B is for Blue Cheese Green Beans with Pecans

We served these green beans with Blue Cheese Bacon-wrapped Chicken. They required similar ingredients and they paired well together. I was worried it would  be too much bacon and blue cheese on the plate at first… but then I realized… the more the merrier, right? Well, I hoped so and it turned out to be a delicious pairing!

The green beans are super simple and super delicious (my favorite combo). Even if you don’t use them as a side for the chicken, you MUST try them!


This recipe calls for 1 pound of haricots verts. What is that you ask? It’s a green bean. ‘Haricots verts’ is the french term for green beans and it refers to a skinnier bean than the traditional ones. My local supermarket didn’t have a green bean labeled “haricots verts” so I just used regular FRESH green beans. They were wonderful! Worked great. Don’t drive around trying to find haricots verts. You can thumb through the green beans and look for the skinny ones in the bunch if you want, but it’s not necessary (I just grabbed a handful and kept weighing my bag until it was 1 pound!)

Here’s the steps I’d recommend using for the recipe:

1. Toast your pecans and chop them

2. Trim your green beans while you’re boiling water to blanch them

3. Blanch your green beans, plunge them in an ice bath, and move them to a paper towel or small bowl until they’re ready to be sauteed.

4. Cook your bacon; move them to a paper towel to drain

5. Just before you’re ready to serve, heat your bacon saute pan to medium heat and saute your green beans with the blue cheese, bacon,  and toasted pecans.

Now that you have an idea of where we’re going with this, let’s go into some pictures and details.

Toasting your pecans: I bought pecan halves. Measure out the amount you need and put them in a large saute pan so they can sit in a single layer. Turn your burner to medium/ medium-low. Toast the nuts for about 6 minutes and stir them every 30 seconds to a minute. You kind of babysit them to make sure they don’t burn. A toasted nut tastes better than candy. A burned nut… not so much. When they’re toasted pour them onto a cutting board. When they have cooled a bit you can give them a rough chop. Don’t massacre them, just a rough chop will do fine.

Don’t they look beautiful? They don’t look that much different after toasting and chopping them, but they most definitely TASTE different. Try one (or two)… in fact, you might want to measure out a little extra so you can snack on several of these. It’s hard to stop.

While the pecans are toasting, you can start trimming your green beans.

Here’s some pictures:

Before you start trimming the green beans, put a large pot about halfway full of of water on the stovetop. Turn the heat to HIGH. It will take a bit to come to a boil so do this before trimming your beans!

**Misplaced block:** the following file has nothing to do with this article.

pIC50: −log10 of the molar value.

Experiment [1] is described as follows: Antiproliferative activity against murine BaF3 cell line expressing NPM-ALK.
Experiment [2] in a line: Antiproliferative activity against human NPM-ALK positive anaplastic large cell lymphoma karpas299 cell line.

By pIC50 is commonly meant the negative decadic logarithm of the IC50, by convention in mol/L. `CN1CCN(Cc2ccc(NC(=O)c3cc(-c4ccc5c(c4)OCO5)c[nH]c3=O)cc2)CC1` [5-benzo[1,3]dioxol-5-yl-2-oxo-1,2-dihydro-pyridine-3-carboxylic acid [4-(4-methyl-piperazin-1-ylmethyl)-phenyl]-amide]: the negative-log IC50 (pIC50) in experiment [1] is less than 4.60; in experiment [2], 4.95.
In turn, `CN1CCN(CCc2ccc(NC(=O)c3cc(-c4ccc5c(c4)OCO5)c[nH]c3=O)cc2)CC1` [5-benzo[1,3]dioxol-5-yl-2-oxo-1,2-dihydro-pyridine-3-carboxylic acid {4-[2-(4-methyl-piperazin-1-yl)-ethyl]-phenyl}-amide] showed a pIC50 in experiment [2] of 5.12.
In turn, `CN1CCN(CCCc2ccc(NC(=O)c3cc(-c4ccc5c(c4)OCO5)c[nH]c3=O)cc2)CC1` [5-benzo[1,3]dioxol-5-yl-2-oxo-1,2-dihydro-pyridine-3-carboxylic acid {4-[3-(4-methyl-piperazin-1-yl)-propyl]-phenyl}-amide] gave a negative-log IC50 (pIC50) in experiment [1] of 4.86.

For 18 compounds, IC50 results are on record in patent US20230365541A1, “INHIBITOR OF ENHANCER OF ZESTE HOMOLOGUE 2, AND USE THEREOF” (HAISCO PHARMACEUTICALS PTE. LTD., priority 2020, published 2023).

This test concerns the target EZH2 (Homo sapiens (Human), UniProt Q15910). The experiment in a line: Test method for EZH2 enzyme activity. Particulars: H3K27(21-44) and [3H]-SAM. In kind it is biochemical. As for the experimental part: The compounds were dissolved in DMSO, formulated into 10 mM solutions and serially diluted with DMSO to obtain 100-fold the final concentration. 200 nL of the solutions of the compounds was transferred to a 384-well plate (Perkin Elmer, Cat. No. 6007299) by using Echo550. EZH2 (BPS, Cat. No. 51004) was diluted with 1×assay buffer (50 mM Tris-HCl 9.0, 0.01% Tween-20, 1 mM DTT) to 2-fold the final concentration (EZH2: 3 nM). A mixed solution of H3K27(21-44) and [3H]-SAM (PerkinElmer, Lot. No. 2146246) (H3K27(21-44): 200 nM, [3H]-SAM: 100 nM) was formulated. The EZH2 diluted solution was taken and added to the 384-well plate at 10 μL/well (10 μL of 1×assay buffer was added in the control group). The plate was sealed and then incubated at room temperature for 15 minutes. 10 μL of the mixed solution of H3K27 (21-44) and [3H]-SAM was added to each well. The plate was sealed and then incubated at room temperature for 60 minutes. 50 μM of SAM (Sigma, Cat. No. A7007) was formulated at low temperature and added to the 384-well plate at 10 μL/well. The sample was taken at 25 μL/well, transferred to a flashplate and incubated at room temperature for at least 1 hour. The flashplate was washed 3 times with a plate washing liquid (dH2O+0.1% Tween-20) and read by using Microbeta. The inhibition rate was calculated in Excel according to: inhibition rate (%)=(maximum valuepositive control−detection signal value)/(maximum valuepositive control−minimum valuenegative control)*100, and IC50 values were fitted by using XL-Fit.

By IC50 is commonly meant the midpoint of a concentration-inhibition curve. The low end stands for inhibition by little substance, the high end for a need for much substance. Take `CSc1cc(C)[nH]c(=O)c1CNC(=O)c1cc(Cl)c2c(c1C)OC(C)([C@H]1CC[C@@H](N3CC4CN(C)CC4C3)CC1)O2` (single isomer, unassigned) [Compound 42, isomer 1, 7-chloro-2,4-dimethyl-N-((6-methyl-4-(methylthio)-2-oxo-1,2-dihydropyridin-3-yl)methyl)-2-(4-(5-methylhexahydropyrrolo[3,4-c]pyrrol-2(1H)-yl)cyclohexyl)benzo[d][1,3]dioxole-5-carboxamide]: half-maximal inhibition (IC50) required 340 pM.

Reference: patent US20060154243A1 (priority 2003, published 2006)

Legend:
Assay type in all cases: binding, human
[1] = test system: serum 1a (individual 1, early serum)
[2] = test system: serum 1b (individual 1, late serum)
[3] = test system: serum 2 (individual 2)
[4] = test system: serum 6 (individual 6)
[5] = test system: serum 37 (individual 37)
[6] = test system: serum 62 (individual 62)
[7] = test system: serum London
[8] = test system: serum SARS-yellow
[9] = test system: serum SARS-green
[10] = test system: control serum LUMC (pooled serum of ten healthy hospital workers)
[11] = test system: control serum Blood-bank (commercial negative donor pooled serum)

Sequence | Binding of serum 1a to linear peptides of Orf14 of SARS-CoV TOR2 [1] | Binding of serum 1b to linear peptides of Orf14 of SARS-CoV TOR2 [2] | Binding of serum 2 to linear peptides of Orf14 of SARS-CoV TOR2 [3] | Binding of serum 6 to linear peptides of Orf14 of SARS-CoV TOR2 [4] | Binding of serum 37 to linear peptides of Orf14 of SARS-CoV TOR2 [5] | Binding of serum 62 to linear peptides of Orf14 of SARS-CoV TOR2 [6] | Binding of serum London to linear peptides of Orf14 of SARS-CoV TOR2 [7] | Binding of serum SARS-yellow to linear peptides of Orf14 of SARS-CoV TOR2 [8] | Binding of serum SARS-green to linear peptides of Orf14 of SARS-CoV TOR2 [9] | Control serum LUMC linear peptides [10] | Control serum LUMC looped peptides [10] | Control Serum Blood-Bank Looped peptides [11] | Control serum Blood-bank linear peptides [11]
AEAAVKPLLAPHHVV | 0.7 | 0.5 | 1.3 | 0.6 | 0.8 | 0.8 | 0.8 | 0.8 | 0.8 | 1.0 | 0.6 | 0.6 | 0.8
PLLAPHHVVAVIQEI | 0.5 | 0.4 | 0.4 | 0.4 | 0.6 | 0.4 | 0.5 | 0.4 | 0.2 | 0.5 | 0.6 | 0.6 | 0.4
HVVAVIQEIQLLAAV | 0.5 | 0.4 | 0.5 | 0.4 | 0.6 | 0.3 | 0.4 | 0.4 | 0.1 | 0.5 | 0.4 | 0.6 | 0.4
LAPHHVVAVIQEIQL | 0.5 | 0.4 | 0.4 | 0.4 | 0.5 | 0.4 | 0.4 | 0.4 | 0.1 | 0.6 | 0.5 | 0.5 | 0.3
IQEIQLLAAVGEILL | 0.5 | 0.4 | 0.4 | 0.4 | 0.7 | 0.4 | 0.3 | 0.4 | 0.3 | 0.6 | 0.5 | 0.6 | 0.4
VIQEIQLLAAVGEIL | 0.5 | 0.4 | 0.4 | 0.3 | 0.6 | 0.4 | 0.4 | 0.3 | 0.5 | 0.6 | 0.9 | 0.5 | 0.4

Another thing you need to do during this time is create an ice bath. Just fill a medium-sized bowl with water and add a bunch of ice. You need the water to be EXTRA cold. You will use these for the green beans after blanching them.

You want to snip off the stem end of the green bean. Maybe knowing which end is the stem is obvious to everyone else in the world, but the first time I made fresh green beans I definitely had no idea. I think I just trimmed off both ends to be sure. I have since looked this up and I now know which end is the stem (well, most of the time…) 🙂

In the picture above that would be the top of the bean. The other end is pointy too, but you should leave this intact. It makes the green beans look fancier I think. You can use a scissors to snip off the stems or just break them off using your fingers (that’s my method of choice).

When the water comes to a boil, throw in a good amount of salt. I added about a tablespoon I’d say.

Then toss in the green beans and cook them for about 2 minutes. This is called blanching. 

All blanching means is that you’re cooking them in boiling water briefly and then plunging them into cold water right after to stop the cooking process. The blanching really brings out their gorgeous green color and the salt in the water flavors them at the same time. It also cooks them enough to make them a bit tender while still maintaining their crunchiness. I hate soggy green beans. I’d rather just leave green beans out of my life all together if I had to eat them soggy.

So, have your ice bath ready because you want to stop that cooking process as quickly after the 2 minutes of cooking as possible!

Don’t leave the green beans in the ice water too long. Just a minute or so. Move the beans to a paper towel, pour out the ice water, then  move the green beans back to the bowl until you’re ready for them again.

Now you have prepped your green beans and your pecans. When you’re just about ready to serve your meal, here’s what you do:

Cook your 3 slices bacon in a large saute pan until they’re crispy. Move them to a paper towel. I made only two slices as I was making 2/3 of the recipe. I was only feeding my husband, myself, and our two year old. The whole recipe serves 4-6… we didn’t need the whole recipe but we ate almost all of the amount I made!

Put the pan with the bacon drippings over medium heat. Add your blanched green beans and cook for 2-3 minutes. Toss in your chunks of blue cheese, give it a stir. Crumble your bacon over the top and add in your chopped pecans. Give it one last stir and take it off the heat.

You can transfer it to a serving dish or just serve it up onto your individual plates. Make sure everyone gets plenty of blue cheese, bacon, and pecans on their serving!… AND chicken (if you using the green beans as a side dish for it!)

The only thing left to do… EAT & ENJOY!

Click here for the official recipe from Claire Robinson.


One thought on “B is for Blue Cheese Green Beans with Pecans

  1. Pingback: B is for Blue Cheese-Stuffed Chicken with Bacon & Pecans « Apples to Ziti

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